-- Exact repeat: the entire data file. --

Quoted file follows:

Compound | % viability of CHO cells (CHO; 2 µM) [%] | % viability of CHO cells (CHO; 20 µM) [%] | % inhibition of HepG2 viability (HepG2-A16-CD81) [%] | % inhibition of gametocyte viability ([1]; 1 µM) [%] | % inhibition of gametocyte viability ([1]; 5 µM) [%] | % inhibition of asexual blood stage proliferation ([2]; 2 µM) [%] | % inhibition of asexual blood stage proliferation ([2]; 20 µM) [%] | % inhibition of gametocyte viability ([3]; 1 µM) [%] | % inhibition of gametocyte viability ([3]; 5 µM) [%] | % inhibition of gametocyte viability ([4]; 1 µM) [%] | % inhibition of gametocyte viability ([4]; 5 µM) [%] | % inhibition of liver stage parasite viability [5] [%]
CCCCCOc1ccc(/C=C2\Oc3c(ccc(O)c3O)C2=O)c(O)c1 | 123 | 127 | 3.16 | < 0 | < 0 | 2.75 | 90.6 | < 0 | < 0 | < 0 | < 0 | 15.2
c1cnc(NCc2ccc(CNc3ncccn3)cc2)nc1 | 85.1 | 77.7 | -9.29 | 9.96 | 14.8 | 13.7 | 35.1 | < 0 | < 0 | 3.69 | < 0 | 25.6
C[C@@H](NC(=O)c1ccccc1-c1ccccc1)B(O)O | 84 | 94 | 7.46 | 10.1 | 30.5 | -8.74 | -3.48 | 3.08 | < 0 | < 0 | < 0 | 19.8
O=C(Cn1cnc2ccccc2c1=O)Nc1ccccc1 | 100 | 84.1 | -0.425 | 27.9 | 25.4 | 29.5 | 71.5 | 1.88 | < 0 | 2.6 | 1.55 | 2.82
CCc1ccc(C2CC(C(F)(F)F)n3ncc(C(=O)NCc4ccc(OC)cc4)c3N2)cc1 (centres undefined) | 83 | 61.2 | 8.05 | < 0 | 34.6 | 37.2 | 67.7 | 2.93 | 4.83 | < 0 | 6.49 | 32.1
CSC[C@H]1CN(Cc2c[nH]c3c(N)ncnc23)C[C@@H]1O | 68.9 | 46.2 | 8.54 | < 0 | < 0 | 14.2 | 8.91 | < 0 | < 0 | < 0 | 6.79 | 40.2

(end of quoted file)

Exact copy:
Compound | % viability of CHO cells (CHO; 2 µM) [%] | % viability of CHO cells (CHO; 20 µM) [%] | % inhibition of HepG2 viability (HepG2-A16-CD81) [%] | % inhibition of gametocyte viability ([1]; 1 µM) [%] | % inhibition of gametocyte viability ([1]; 5 µM) [%] | % inhibition of asexual blood stage proliferation ([2]; 2 µM) [%] | % inhibition of asexual blood stage proliferation ([2]; 20 µM) [%] | % inhibition of gametocyte viability ([3]; 1 µM) [%] | % inhibition of gametocyte viability ([3]; 5 µM) [%] | % inhibition of gametocyte viability ([4]; 1 µM) [%] | % inhibition of gametocyte viability ([4]; 5 µM) [%] | % inhibition of liver stage parasite viability [5] [%]
CCCCCOc1ccc(/C=C2\Oc3c(ccc(O)c3O)C2=O)c(O)c1 | 123 | 127 | 3.16 | < 0 | < 0 | 2.75 | 90.6 | < 0 | < 0 | < 0 | < 0 | 15.2
c1cnc(NCc2ccc(CNc3ncccn3)cc2)nc1 | 85.1 | 77.7 | -9.29 | 9.96 | 14.8 | 13.7 | 35.1 | < 0 | < 0 | 3.69 | < 0 | 25.6
C[C@@H](NC(=O)c1ccccc1-c1ccccc1)B(O)O | 84 | 94 | 7.46 | 10.1 | 30.5 | -8.74 | -3.48 | 3.08 | < 0 | < 0 | < 0 | 19.8
O=C(Cn1cnc2ccccc2c1=O)Nc1ccccc1 | 100 | 84.1 | -0.425 | 27.9 | 25.4 | 29.5 | 71.5 | 1.88 | < 0 | 2.6 | 1.55 | 2.82
CCc1ccc(C2CC(C(F)(F)F)n3ncc(C(=O)NCc4ccc(OC)cc4)c3N2)cc1 (centres undefined) | 83 | 61.2 | 8.05 | < 0 | 34.6 | 37.2 | 67.7 | 2.93 | 4.83 | < 0 | 6.49 | 32.1
CSC[C@H]1CN(Cc2c[nH]c3c(N)ncnc23)C[C@@H]1O | 68.9 | 46.2 | 8.54 | < 0 | < 0 | 14.2 | 8.91 | < 0 | < 0 | < 0 | 6.79 | 40.2